A South Korean court on Wednesday set April 21 as a date for ruling on a damages suit filed by a group of former "comfort women" against the Japanese government over their treatment at Japanese military brothels during World War II.
The ruling would follow a January one from the same court that ordered the Japanese government to pay 12 plaintiffs 100 million won ($88,400) each.
The Seoul Central District Court is widely expected to issue a similar ruling. The previous ruling has been finalized.
In both cases, the focus was on whether the court would recognize sovereign immunity -- a principle under international law that allows a state to be shielded against the jurisdiction of foreign courts.
The Jan. 8 ruling did not adopt the principle. It said that by making the women work at military brothels, the Japanese government committed "intentional, systematic and wide-ranging criminal acts against humanity."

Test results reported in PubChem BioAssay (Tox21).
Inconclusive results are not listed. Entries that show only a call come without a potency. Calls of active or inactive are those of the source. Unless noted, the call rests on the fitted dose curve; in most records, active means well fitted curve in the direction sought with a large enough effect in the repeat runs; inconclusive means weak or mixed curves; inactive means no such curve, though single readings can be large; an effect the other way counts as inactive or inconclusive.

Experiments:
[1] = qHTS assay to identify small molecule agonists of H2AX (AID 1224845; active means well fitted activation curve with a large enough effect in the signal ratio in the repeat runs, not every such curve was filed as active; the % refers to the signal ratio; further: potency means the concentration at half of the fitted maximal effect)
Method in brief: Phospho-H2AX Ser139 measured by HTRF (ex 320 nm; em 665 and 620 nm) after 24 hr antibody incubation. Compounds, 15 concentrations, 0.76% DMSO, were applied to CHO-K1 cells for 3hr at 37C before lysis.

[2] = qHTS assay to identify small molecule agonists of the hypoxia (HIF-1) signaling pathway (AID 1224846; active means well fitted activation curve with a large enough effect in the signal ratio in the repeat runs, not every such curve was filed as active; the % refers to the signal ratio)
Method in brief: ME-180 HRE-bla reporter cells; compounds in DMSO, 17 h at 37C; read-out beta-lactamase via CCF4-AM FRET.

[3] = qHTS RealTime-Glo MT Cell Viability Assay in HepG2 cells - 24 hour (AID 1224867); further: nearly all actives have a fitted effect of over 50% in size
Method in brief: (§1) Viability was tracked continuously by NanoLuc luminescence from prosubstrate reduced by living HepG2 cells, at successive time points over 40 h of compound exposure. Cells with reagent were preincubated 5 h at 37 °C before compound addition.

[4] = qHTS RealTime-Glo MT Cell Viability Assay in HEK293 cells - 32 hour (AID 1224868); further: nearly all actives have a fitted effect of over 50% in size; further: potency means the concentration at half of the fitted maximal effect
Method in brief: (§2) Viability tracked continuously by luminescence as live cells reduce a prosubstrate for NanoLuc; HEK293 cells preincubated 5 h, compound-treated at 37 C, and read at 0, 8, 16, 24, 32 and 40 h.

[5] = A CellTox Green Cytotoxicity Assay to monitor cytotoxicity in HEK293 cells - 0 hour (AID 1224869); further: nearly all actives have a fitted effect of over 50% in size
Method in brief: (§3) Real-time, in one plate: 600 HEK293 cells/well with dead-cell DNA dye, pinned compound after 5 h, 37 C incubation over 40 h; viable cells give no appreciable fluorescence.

The Japanese government, which refused to take part in the trial, citing sovereign immunity, has criticized the ruling as a violation of international law.
South Korean President Moon Jae In, who has recently sought to improve soured ties between the two countries, said soon after the ruling that he felt "a bit perplexed" by the decision.
Bilateral ties have sunk to the lowest point in decades following 2018 South Korean Supreme Court rulings against two Japanese companies over World War II-era forced labor.
The Seoul court was originally scheduled to rule on the second case on Jan. 13 But it postponed the ruling after the Jan. 8 ruling, while scheduling a hearing for Wednesday.
A presiding judge said during Wednesday's session that the postponement was needed because of a change in judges that make up the panel and because a few points raised by plaintiffs' lawyers needed further review.